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What was the state of Russia when the Bolsheviks took over?
• Economically the nation was in a state of chaos and decay.
• Its industrial output, manufactures & minerals were a small fraction of what they were before the war.
• Its railways were disorganised.
• Due to war communism the peasants, lacking any normal incentive, produced less & less.
• Town populations were low as the result of the wars & many people, unable to obtain food, had scattered throughout the countryside where they hoped to avoid starvation.
• The least serious situation was the sense of hopelessness & apathy that was taking hold of the people.
• The constant devastation of war, the disorganisation of life & uncertainty about the future all combined to produce an utter weariness of spirit.
• Unless Russia could find quality leadership that would transform this depression into hope & confidence, no reforms in government or in economics could save the new Russia from ruin.
What was War Communism?
• The new government abolished private ownership of land & began distributing it to the peasants.
• Banks and large companies, such as the Putilov Metal Works, were nationalised & worker’s control of factory production was introduced.
• The government now decided what should be produced & had the power to force people to work in certain industries.
• Soldiers were sent into rural areas to take grain & vegetables. The peasants responded to this by cutting down crops in protest. There were peasant rebellions in 1920-1 in the Volga basin & Siberia.
• War Communism took away many freedoms that Russians had gained as a result of the October Revolution. Lenin justified this policy by claiming that the measures were necessary in order to defeat the White Army.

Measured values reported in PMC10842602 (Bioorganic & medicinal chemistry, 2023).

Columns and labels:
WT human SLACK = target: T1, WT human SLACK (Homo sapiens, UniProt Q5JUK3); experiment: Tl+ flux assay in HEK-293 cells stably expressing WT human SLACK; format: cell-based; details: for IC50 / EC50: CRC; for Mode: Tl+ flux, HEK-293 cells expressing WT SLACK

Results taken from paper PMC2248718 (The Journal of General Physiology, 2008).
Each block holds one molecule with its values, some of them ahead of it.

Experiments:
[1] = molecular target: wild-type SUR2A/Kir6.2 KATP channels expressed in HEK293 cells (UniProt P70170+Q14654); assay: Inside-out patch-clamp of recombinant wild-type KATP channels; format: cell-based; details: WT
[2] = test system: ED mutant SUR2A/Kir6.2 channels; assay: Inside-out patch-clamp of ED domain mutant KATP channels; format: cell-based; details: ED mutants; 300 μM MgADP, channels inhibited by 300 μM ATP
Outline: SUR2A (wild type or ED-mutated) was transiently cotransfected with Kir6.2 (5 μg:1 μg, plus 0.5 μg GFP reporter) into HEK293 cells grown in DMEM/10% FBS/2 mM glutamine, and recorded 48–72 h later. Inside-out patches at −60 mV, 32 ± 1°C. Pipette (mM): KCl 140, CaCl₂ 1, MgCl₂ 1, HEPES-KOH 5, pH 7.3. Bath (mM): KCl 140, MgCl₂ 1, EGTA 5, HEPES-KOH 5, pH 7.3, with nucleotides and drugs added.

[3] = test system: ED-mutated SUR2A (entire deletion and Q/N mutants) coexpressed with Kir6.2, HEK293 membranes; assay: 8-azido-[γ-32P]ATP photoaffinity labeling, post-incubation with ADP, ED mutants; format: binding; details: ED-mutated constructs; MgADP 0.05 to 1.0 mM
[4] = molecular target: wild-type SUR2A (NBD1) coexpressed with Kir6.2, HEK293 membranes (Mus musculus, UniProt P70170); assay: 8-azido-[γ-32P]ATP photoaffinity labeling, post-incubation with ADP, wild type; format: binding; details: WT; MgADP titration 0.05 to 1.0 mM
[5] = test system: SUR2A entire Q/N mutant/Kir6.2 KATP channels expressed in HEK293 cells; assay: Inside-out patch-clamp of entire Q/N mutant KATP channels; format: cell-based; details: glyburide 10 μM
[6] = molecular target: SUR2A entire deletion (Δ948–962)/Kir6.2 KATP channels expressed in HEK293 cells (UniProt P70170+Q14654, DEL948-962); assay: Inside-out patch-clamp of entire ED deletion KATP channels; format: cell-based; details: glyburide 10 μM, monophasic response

• The policy created social distress & led to riots, strikes and demonstrations.
What were the aims of Communism?
Lenin was the only man at that time with clear ideas & power of will to turn chaos into order. As early as 1918 the Bolsheviks began to call themselves the Russian Communist Party. They had taken over the theories of Karl Marx – ‘the prophet of Communism’. The essential features of Communism can be summarised in three ways.
1. Private property was regarded as the main reason for the control of the masses so private ownership of land had to be replaced by state ownership of land & goods.
2. This change could only be achieved by a dictatorship which was to be a temporary stage until the creation of a classless society that would make all government unnecessary.
3. Communism was a materialist creed: which meant that it had no place for religion and placed supreme importance upon the value of individual men and Russia now needed to be a whole country.
Communism became a type of religion. Most ordinary MPs see their politics as little more than spare-time hobbies, but true Communists had an all-important faith that governed their whole lives. In Russia the membership of the Communist Party, until Russia’s entry into the WWII, was never more than 1/100 of the population but these held their belief so fanatically that they were able to impose revolutionary changes upon the more passive minority.
Worksheet Lesson Plan:
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